We spent a few hours at dinner, joking and sharing stories as if we spent every Friday night together. My son sat across from me and a few times throughout the night I spotted him taking in the scene of four unlikely dinner companions sharing a meal and a few cocktails.

The next night my boyfriend and I took my son to dinner. I had scores of questions I wanted to ask him: Did he bring enough warm clothes to school? Was his roommate nice? Was dorm food as disgusting as when I was in school? Instead, I played it cool, and by cool, I mean I only asked him five out of the sixty-five questions I had written on 3×5 cards and tucked into my purse. Even before I asked one question, it was obvious by looking at him that he was happy, confident and comfortable at his new school.

We finished dinner and drove my son to his dorm—we were ready to go to sleep while he and his roommates were eager to go out. As I stood on my tiptoes and hugged my over six-foot-tall baby of the family goodbye, he thanked us for coming in town for the weekend.

As I watched my son walk to his dorm, I felt relieved he had spent time with both of his parents without any pressure, guilt, or drama. At that point I knew Parents Weekend had not turned out the way I had expected.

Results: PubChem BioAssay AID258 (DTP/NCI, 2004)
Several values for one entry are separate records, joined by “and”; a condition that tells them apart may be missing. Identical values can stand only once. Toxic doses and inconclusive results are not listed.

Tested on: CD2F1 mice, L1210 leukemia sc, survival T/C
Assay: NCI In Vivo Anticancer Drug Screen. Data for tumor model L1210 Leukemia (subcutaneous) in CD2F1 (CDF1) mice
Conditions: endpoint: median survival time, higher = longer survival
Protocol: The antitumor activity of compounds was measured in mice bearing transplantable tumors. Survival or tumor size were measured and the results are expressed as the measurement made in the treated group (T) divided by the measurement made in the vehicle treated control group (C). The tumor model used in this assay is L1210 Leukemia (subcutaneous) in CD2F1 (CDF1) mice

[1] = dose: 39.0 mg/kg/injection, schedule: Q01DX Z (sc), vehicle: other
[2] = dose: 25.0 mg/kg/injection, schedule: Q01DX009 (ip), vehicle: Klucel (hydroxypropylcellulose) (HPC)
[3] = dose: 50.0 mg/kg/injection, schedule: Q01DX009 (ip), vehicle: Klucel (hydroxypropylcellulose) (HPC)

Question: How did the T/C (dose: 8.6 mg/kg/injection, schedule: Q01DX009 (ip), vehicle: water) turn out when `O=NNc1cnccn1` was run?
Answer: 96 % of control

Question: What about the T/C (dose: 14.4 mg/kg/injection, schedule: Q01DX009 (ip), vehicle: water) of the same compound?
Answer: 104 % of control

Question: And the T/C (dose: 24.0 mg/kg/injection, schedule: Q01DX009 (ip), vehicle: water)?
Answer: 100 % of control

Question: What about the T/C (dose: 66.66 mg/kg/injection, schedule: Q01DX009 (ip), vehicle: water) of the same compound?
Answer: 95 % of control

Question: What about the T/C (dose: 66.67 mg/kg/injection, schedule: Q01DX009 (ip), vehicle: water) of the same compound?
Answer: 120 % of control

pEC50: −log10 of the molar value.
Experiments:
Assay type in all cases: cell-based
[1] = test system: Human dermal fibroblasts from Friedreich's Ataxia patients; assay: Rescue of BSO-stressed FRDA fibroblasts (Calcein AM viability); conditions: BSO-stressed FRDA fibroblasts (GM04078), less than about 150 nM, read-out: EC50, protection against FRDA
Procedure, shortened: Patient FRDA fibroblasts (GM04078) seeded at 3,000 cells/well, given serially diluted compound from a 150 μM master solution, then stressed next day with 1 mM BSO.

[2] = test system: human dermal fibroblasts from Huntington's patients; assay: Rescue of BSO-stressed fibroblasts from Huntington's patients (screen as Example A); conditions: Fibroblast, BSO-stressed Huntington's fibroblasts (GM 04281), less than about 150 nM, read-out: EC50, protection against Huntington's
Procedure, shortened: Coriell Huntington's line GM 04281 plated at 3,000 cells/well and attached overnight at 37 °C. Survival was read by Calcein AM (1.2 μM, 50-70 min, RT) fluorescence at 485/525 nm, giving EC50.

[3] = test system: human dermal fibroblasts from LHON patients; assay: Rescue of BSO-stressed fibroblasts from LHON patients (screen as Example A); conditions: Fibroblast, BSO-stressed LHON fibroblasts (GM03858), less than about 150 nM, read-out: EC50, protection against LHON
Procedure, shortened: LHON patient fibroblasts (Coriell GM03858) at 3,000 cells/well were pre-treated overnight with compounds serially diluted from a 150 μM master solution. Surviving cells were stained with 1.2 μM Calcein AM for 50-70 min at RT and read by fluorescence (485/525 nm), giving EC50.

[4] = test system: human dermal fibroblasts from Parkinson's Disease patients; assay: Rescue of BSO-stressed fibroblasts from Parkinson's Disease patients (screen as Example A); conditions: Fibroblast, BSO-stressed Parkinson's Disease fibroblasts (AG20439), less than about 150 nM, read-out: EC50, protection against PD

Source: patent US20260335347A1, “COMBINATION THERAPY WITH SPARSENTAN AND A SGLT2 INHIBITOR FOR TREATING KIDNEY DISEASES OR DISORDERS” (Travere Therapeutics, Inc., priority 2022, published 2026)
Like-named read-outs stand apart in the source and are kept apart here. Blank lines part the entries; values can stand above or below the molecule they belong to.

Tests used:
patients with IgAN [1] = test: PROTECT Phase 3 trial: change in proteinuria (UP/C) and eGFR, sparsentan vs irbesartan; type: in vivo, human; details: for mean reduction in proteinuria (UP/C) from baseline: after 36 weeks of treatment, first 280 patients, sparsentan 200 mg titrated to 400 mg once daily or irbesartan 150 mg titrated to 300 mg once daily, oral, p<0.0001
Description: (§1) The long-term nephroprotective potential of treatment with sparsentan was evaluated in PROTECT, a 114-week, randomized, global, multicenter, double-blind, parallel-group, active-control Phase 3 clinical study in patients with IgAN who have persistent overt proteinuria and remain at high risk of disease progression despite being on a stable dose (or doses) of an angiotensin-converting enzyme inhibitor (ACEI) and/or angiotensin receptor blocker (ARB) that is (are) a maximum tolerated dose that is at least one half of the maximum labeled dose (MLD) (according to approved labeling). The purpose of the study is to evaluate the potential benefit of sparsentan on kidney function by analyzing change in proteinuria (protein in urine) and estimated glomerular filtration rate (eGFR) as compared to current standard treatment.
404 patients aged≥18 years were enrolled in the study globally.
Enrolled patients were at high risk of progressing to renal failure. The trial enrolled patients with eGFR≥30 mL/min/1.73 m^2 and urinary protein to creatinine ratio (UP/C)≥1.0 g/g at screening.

It was much better.


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Lisa Kanarek is a freelance writer, the author of five books about working from home, and writes the blog Forgot to Tell You. Her work has been featured on various sites including Grown and Flown, Bon Bon Break, Sammiches & Psych Meds, Ten to Twenty Parenting, and MockMom. She is the mother of two sons in college and has lived in Texas half her life, but may be breaking state law by not owning a pair of cowboy boots.

About Lisa Kanarek

Lisa Kanarek is a freelance writer, the proud mother of two college-aged sons, and the author of five books about working from home. She writes the blog Forgot to Tell You. Follow along on Facebook, Twitter and Pinterest.